stretch their prize title track out as long as possible.
“ I’ll Remember You ” from the Aloha rehearsal follows up, and it
is a very nice song, though the sound quality is a little flat.
The rest of the tracks from this side come from the Blue Hawaii Sessions.
“ Hawiian Sunset ” from March 21, 1961 is unannounced, but is listed
as take 2, and the sound quality is fantastic. “
No More ” March 21 1961 is listed as take one, but is called out as take 2,
which is a long false start and followed up with complete take 7.
This is one of my favorite Elvis songs, it is a great melody and the
instrumentation is excellent…and great sound quality, though it seems to run a
little fast. “ Ku-u-i-po ”,
also from March 21, 1961, is correctly listed and called as take 1 in great
sound quality, again playing a little fast. Listed
( and correctly called ) as takes 7, 8, 9… “ Can’t Help Falling in Love
” is still in the movie version stage. Takes
7 and 8 are long false starts, with 8 being longer than 7 leading into take 9
which is a complete version. There is
some distortion from mastering or source on this selection, and again the speed
seems a little fast. None of the
tracks on this side are actually stereo.
Side 2 kicks off with one of my favorite Nashville 1970
tunes from June 8, “ Sylvia ”. This
is the undubbed acetate master, in real stereo with the expected acetate pop/crackle.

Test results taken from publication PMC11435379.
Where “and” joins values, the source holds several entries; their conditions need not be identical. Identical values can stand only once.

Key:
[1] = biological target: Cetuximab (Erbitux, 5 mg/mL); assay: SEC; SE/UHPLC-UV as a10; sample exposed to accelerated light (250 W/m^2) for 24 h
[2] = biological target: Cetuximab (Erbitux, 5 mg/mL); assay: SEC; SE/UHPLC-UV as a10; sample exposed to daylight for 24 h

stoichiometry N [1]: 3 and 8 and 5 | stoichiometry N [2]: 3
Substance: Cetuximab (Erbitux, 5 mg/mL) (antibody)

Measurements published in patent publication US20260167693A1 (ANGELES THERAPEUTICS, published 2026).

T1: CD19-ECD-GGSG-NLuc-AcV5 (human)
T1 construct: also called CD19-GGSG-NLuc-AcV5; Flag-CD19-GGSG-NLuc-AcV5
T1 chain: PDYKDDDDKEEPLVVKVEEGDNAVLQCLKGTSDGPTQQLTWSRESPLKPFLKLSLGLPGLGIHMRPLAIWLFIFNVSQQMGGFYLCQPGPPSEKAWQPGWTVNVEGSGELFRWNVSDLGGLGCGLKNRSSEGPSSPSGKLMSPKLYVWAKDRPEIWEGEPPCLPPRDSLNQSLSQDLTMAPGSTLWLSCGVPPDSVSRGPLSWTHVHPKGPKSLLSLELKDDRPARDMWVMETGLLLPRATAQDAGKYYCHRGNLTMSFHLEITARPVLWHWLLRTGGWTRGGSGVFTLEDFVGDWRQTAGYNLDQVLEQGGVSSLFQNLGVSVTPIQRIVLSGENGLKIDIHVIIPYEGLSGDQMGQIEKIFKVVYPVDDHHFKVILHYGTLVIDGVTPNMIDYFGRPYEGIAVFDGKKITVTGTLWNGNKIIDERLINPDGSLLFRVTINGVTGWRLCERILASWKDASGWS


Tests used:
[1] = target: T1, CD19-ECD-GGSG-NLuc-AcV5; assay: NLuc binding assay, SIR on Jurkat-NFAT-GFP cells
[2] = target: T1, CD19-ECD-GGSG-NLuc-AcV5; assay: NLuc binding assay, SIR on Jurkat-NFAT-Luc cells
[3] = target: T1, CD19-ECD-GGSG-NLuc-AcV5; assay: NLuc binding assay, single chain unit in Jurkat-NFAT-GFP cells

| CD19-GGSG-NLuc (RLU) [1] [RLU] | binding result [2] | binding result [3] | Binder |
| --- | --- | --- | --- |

This song gets a bad rap for whatever reason; regardless I like it…great
melody and Elvis sings it with passion and his voice is fantastic…which
can’t be said for most of his later career.
Hank Williams Sr.’s “ I’m So Lonesome I Could Cry ” certainly
made an impression on a young Elvis when he heard this country legends ballad of
loneliness considering it is a song that Elvis performs it with a consistency
few songs received. Again the sound
quality is stuffy on this Aloha rehearsal version.
“ Slicing Sand ” March 21, 1961 returns us to the Blue Hawaii
Sessions, listed as take 1 is called as take 15…what the?…
Anyway, the track plays a little fast and the sound quality is great.
“ Only Believe ” is another undubbed master from June 8, 1970 in
Nashville. This a fine gospel tune; and
again the acetate source is noticeable but not distracting…and again in true
stereo. Elvis sings it with
passion, which is about all anyone can ask!!
“ Steppin Out of Line ” March 22, 1961 returns us to the Blue Hawaii
Sessions for the last time on this LP. Listed
as takes 4, 5, and 15…they got takes 4 and 5 right for once!!
There is no call for the last take, which is complete.
There is some nice studio dialogue between false start takes 4 and 5
discussing the intro length. There
is some distortion on this track, seems like the level was mastered too high.
But over all, again playing too fast, it is still enjoyable.
This side closes with one of George Harrison’s best contributions to
the Beatles; “ Something ” is certainly an intense song.
This Aloha rehearsal version, again sounding stuffy, is still a fine
Ernie Boyes Jr.